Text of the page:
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Mr. McNulty [holding answer 27 May 2005]: The Identity Cards Bill is compatible with the United Kingdom's obligations under the European Convention on Human Rights. The Home Secretary signed a declaration to that effect on 19 May 2005.
Mr. McNulty: No bodies will be entitled to access files of individuals stored on the National Identity Register (NIR) other than those responsible for the administration of the scheme and the National Identity Scheme Commissioner in support of his functions.
The ID cards scheme verification service will confirm and in some cases provide information held on the Register to accredited organisations but only with the consent of the card holder, as set out in Clause 14 of the Bill.
Clauses 1517 of the Identity Cards Bill provide for Parliament to agree powers for specified public services to require identity checks. Parliament will have to agree the rules for identity checks on a service by service basis.
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Clause 1923 of the Bill also allow for information held on the register to be provided without the card holders consent to the Director-General of the Security Service, the Chief of the Secret Intelligence Service, the Director of the Government Communications Headquarters, a Chief Officer of Police and Commissioners for Her Majesty's Revenue and Customs.
Parliament can also agree via regulations for information to be provided without consent to a prescribed government department, to a prescribed Northern Ireland government department, a designated documents authority and other public authorities. This is subject to regulations set out in Clause 23.
Mark Fisher: To ask the Secretary of State for the Home Department if he will list the existing (a) biometric databases and (b) non-biometric databases on which he will model his identity card database. 
Mr. McNulty: At present the requirements for the National Identity Register (NIR) are being established. The NIR may share features with solutions used for passport and driving licence but there are no databases, biometric or non-biometric, which can be taken as a direct model in which to base the NIR.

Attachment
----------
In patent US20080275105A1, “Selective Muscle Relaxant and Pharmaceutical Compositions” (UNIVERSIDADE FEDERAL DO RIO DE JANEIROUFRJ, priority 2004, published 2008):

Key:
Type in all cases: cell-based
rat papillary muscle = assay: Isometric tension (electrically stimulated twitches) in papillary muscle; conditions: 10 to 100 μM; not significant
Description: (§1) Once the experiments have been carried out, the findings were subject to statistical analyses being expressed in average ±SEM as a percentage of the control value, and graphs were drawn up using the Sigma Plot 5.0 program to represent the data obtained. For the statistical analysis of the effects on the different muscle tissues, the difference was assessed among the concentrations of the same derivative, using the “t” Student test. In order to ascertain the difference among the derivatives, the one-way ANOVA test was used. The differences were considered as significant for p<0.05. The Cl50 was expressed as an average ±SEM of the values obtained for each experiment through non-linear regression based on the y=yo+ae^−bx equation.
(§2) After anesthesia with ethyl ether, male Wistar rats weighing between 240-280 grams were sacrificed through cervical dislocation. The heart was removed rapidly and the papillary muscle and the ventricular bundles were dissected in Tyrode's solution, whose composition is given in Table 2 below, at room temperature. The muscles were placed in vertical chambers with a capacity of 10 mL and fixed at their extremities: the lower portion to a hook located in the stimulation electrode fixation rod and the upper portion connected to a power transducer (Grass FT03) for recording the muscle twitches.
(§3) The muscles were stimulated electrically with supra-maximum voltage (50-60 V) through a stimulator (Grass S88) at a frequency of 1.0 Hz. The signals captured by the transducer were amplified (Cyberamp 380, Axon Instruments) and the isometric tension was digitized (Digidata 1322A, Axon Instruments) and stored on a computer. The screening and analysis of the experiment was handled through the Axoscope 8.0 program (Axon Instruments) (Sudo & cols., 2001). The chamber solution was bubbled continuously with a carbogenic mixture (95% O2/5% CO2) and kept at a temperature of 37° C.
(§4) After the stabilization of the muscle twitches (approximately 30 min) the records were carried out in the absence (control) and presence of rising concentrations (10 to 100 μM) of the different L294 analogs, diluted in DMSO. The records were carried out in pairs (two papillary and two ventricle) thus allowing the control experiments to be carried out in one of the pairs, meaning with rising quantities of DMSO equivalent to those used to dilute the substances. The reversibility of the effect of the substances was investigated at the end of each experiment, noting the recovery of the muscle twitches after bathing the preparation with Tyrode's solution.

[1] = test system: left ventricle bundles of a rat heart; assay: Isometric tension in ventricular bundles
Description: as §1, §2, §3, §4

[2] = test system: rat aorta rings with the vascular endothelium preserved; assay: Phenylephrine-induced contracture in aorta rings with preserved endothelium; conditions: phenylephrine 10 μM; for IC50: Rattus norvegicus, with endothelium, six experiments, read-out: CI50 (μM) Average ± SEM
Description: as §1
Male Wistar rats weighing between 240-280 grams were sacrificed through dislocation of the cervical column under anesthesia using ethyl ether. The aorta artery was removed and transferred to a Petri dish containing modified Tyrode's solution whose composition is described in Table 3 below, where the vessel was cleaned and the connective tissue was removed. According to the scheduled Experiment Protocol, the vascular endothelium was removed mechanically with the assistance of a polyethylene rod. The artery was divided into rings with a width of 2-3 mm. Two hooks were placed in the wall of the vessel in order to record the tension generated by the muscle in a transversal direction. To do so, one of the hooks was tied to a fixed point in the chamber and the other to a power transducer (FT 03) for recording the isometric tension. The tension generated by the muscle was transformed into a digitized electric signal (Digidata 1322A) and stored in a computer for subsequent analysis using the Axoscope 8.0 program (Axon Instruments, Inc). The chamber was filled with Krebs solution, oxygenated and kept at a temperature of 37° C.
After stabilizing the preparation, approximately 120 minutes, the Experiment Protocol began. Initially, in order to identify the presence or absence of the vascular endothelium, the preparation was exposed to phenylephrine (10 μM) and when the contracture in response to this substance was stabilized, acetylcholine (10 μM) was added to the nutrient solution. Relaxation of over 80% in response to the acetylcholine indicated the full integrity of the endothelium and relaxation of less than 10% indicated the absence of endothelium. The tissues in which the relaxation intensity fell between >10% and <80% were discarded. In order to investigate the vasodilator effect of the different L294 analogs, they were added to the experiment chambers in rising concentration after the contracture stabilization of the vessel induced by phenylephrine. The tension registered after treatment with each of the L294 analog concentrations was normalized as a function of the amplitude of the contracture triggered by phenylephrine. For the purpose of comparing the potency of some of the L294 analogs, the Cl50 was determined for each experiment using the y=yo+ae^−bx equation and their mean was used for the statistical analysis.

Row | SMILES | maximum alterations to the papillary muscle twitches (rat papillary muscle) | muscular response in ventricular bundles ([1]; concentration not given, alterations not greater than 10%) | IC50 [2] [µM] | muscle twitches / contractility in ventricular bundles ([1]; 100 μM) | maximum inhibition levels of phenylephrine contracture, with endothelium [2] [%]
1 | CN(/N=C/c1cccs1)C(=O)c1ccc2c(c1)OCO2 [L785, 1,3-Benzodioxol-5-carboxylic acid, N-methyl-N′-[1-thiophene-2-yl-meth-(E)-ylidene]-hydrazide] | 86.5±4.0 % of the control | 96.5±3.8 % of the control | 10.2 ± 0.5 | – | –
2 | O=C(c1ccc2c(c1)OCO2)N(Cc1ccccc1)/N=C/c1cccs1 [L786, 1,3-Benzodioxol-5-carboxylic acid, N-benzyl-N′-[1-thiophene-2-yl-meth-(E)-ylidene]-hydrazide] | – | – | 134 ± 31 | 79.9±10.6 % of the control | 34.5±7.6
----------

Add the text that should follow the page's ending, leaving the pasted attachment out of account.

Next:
Mr. Denham: To ask the Secretary of State for the Home Department (1) what assessment he has made of the impact of workers from EU accession states on labour market stability; if he will publish the results of that assessment; and if he will make a statement; 
(2) what assessment he has made of the numbers of workers from countries which became member states on 1 May 2004 who have registered in the UK; and in which (a) sectors and (b) types of employment these workers are engaged. 
Mr. McNulty [holding answer 25 May 2005]: An early assessment of the impact of the free movement of workers from central and Eastern Europe on the UK labour market was published on 26 May 2005 on the Department for Work and Pensions website www.dwp.gov.uk.
The Accession Monitoring report, published on the Home Office website on 26 May 2005 contains management information showing the number of workers registered under the Worker Registration Scheme between 1 May 2004 to 31 March 2005, the sectors in which they are working and the occupations. The report is available at http://www.ind.homeoffice.gov.uk/ind/en/home/0/reports/accession_monitoring.html
Paul Goggins: The Sexual Offences Act 2003 only came into force in May 2004 and it is too soon to make formal assessments of its effectiveness. The Inter-Departmental Ministerial Group on Sexual Offending (IDMGSO) has agreed that a full review of the impact of the legislation will be commenced in May 2006 when the necessary data will be available to assess its effectiveness.